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The race for second: where the GOP hopefuls’ NH campaigns are post-Iowa

The race for second: where the GOP hopefuls’ NH campaigns are post-Iowa

Republican presidential candidate former President Donald Trump takes the stage at a caucus night party in Des Moines, Iowa, Monday, Jan. 15, 2024. (AP Photo/Andrew Harnik)

By Colin Booth

January 16, 2024

After Donald Trump’s victory in the Iowa caucus on Monday, the eyes of the nation are turning to New Hampshire’s First-in-the-Nation primary. The ugly race for second place is taking new shape in the Granite State and political players on the ground are shifting their message to reflect the new political calculus following Trump’s dominant performance Monday night.

Every poll out of the state indicates that Trump will win the Republican primary in New Hampshire, but that hasn’t stopped other candidates and their staff on the ground in the state from making big promises, despite some already botched predictions.

Big Talk

Prior to the Iowa caucus, New Hampshire staff for the Ron DeSantis campaign made some lofty predictions about his performance.

Chris Maidment, New Hampshire political director for the DeSantis-aligned Never Back Down PAC made a straightforward prediction one just five days out from the Iowa caucus: “Ron DeSantis will win Iowa”.

Maidment is a former staffer with the political arm of the Koch brothers-backed Americans for Prosperity, but  had a messy fallout with that organization over its decision to endorse Nikki Haley.

NH Republican House Majority Leader Jason Osborne, an early high-profile DeSantis supporter, also predicted a DeSantis win at the Iowa caucuses Monday night, and has predicted a DeSantis win in the Granite State’s Jan. 23 primary.

Trump won Iowa by 30 points, and polls have shown DeSantis hovering in the mid-single digits in New Hampshire, while the race between Haley and Trump has tightened substantially. Notably, the DeSantis campaign is also going into the first-in-the-nation primary with no scheduled ad buys, having canceled their spending in December.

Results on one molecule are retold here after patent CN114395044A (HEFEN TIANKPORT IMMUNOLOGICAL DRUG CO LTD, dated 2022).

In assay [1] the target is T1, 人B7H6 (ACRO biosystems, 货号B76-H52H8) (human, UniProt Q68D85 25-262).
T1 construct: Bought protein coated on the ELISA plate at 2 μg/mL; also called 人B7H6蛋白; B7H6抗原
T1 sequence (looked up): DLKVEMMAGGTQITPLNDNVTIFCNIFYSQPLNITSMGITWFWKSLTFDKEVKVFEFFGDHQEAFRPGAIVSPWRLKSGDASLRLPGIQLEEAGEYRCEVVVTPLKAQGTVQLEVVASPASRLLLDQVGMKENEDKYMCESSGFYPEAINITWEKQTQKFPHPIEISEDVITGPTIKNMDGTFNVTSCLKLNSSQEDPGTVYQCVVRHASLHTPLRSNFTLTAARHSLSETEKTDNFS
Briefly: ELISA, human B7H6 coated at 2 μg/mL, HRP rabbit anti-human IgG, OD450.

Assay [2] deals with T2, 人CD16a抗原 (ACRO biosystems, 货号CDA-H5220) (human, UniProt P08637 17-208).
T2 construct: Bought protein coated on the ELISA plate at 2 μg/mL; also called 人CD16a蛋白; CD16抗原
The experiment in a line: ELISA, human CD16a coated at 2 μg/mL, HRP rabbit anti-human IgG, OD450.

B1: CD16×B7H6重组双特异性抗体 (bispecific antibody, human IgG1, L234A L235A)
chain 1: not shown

RELATED: Urgent need for poll workers in key cities just days before New Hampshire primary

Goal Post Shifting

New Hampshire Governor Chris Sununu, maybe the highest-profile endorsement Nikki Haley has earned this cycle, has had to go on Haley clean up duty before, but this time he’s doing it for himself.

After a bold prediction that Haley would “shock everyone in Iowa with a strong second” place finish, and then “shatter the presumptions” in New Hampshire, Sununu is now tempering expectations, saying over the weekend that Haley would come in second “at least here in New Hampshire.”

Elsewhere, Fred Doucette, a Trump NH 2016 and 2020 co-chair, endorsed  Vivek Ramaswamy this cycle But with Vivek dropping out of the race on Monday night, Doucette is firmly back on team Trump.

On the Dem Side

On the Democratic side of the fence, Dean Phillips has tempered his own expectations of what would constitute success as he runs a primary campaign against President Joe Biden. Phillips’ campaign originally set expectations in the 40% range, but the candidate himself said over the weekend somewhere in the 20% range would be a sign of strength.

Phillips is spending part of this week campaigning with Andrew Yang in Manchester. They’re talking about AI for some reason.

The Biden Write-In campaign was quick to release a memo answering some frequently asked questions on results, polling on the democratic side, and communicating the reporting challenges of an all write-in campaign.

Biden of course will not be on the New Hampshire primary ballot due to an ongoing conflict between the state and the DNC over the order of the primary calendar.

The Write-In campaign is welcoming more high-profile surrogates back to the state this week, including Boston Mayor Michelle Wu and regular Granite State visitor California Congressman Ro Khanna.

Marianne Williamson, another primary challenger of Biden’s, is going up on TV for the first time this cycle, airing on CNN and MSNBC in New Hampshire.

Author

  • Colin Booth

    Based in Epsom, Colin Booth is Granite Post's political correspondent. A Granite State native and veteran political professional with a deep background in journalism, he's worked on campaigns and programs in battleground states across the country, ranging from New Hampshire, Texas, Pennsylvania and Washington D.C.

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